MANILA — Over a hundred Chinese maritime militia vessels lingered in the Julian Felipe Reef in the West Philippine Sea over a week after they were first spotted in the area, the Philippine Coast Guard (PCG) said on Wednesday.
"With regard [to the] Chinese maritime militia that we documented last April 22, 'yung more than 100 — the number still remain. There is still more than a hundred Chinese maritime militia in Julian Felipe," said Commodore Jay Tarriela, PCG's spokesperson for West Philippine Sea.
The PCG also spotted 2 Chinese Coast Guard vessels in Ayungin Shoal in its latest monitoring, Tarriela said in a public briefing.
Philippine marines are stationed in a run-down navy ship grounded at the Ayungin Shoal to assert Manila's territorial claim in the waters. The shoal is located some 100 nautical miles off Palawan and is also near Mischief Reef, where China has been building various structures for years.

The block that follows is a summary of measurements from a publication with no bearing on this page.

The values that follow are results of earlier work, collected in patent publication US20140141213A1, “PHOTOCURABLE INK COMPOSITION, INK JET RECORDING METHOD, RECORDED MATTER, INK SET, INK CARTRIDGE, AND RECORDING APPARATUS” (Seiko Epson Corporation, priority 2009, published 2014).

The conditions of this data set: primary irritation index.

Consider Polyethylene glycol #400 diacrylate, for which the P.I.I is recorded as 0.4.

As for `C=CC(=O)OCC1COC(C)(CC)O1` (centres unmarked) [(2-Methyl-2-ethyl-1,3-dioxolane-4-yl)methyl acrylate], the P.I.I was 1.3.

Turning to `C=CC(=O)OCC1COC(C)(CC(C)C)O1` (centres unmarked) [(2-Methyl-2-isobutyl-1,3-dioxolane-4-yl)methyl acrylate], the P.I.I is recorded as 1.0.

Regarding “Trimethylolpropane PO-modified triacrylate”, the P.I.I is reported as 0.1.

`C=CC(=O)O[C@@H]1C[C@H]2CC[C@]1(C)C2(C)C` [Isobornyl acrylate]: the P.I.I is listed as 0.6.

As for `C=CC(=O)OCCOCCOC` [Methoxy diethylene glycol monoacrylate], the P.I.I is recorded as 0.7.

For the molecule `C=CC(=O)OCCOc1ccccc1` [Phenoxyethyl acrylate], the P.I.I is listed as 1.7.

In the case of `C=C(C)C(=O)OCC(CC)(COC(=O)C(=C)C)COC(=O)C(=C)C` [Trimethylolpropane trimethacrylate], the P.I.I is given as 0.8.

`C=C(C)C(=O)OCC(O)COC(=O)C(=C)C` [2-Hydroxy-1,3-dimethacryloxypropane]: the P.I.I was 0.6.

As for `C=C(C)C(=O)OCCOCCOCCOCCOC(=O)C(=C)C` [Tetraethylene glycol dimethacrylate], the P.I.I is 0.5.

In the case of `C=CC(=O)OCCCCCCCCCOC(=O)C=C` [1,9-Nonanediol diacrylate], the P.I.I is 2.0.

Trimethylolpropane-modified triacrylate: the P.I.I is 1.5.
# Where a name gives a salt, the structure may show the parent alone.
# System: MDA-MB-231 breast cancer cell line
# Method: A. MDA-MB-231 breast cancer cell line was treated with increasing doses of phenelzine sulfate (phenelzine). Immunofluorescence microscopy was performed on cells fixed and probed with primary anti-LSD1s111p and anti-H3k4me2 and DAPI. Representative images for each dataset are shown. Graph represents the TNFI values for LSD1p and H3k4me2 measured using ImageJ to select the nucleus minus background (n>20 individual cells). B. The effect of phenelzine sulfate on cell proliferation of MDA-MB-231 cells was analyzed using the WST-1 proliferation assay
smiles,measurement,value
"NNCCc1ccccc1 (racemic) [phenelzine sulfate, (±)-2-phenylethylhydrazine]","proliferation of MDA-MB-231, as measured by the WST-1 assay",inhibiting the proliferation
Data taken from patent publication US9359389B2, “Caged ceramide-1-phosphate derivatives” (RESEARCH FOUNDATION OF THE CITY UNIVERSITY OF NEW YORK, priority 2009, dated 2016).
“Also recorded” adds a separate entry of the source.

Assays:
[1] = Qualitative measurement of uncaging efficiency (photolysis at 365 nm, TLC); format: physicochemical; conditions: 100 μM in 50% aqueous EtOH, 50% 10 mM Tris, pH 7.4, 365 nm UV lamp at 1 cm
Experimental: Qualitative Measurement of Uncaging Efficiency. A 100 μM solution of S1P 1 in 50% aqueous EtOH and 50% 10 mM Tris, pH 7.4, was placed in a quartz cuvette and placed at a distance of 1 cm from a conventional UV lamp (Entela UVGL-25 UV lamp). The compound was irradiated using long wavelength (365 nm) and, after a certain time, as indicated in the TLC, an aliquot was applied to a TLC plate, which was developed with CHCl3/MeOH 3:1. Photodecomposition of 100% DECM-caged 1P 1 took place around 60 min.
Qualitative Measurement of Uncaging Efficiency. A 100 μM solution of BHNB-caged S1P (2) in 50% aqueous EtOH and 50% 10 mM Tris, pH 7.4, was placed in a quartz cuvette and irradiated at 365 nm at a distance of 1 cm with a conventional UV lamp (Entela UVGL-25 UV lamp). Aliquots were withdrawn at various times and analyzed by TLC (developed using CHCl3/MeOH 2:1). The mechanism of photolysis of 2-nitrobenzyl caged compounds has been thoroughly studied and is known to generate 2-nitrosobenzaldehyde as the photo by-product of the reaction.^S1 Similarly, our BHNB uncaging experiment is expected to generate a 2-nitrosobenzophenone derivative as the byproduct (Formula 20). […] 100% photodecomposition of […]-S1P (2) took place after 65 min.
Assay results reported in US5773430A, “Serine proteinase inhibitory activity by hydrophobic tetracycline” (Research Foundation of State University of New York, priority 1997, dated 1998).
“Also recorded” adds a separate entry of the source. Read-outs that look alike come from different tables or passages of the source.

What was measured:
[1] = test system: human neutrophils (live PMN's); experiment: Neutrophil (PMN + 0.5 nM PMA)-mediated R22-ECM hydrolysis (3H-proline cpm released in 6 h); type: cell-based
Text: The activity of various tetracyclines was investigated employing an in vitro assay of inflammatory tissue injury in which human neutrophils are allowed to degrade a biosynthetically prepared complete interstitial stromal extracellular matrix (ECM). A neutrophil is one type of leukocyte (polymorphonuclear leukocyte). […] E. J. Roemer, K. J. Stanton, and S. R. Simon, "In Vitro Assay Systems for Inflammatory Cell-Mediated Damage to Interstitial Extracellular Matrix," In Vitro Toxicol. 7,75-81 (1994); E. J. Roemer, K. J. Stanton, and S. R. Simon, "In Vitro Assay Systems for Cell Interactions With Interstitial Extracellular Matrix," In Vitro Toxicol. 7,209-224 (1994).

In late April, a Chinese ship allegedly cut off and nearly collided with a PCG patrol vessel carrying journalists near the Ayungin Shoal, during a visit to a dozen islands and reefs.
During the patrol, the PCG said 2 of its boats were also shadowed by Chinese navy and coast guard ships, and ordered to leave the waters several times.
Describing China's "persistent radio challenges" against PCG vessels, Tarriela said, "Tinatawagan nila ang Philippine Coast Guard at sinasabing tayo ang nag-iintrude sa waters nila, at they are directing us to depart, leave immediately sa maritime features na pinapatrolan natin."
(They are calling us, saying we are intruding in their waters. They are directing us to depart, leave immediately the maritime features that we usually patrol.)
"We are not going to be threatened, our presence will still be there. The Armed Forces of the Philippines and PCG vessels and aircraft will continuously patrol our West Philippine Sea," he said. .
Beijing claims sovereignty over almost the entire South China Sea, including the Spratly Islands, ignoring an international ruling that the assertion has no legal basis.
To back Beijing's claim, hundreds of Chinese coast guard and other vessels patrol the waters, swarming reefs and harassing and attacking fishing and other boats.
— With a report from Agence France-Presse
Video from PTV